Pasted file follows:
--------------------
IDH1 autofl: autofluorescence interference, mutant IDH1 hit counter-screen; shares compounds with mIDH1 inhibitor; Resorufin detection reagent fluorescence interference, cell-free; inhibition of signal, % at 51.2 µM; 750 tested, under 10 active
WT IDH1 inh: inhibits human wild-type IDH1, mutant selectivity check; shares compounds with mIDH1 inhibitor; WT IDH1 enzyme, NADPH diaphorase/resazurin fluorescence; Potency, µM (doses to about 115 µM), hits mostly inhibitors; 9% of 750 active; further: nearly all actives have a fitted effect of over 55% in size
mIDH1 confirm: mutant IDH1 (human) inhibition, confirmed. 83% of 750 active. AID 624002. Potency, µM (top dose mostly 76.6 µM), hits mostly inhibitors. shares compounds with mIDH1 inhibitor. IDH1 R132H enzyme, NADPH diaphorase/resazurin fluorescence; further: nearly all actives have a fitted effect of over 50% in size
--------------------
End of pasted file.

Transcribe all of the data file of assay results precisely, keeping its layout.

IDH1 autofl: autofluorescence interference, mutant IDH1 hit counter-screen; shares compounds with mIDH1 inhibitor; Resorufin detection reagent fluorescence interference, cell-free; inhibition of signal, % at 51.2 µM; 750 tested, under 10 active
WT IDH1 inh: inhibits human wild-type IDH1, mutant selectivity check; shares compounds with mIDH1 inhibitor; WT IDH1 enzyme, NADPH diaphorase/resazurin fluorescence; Potency, µM (doses to about 115 µM), hits mostly inhibitors; 9% of 750 active; further: nearly all actives have a fitted effect of over 55% in size
mIDH1 confirm: mutant IDH1 (human) inhibition, confirmed. 83% of 750 active. AID 624002. Potency, µM (top dose mostly 76.6 µM), hits mostly inhibitors. shares compounds with mIDH1 inhibitor. IDH1 R132H enzyme, NADPH diaphorase/resazurin fluorescence; further: nearly all actives have a fitted effect of over 50% in size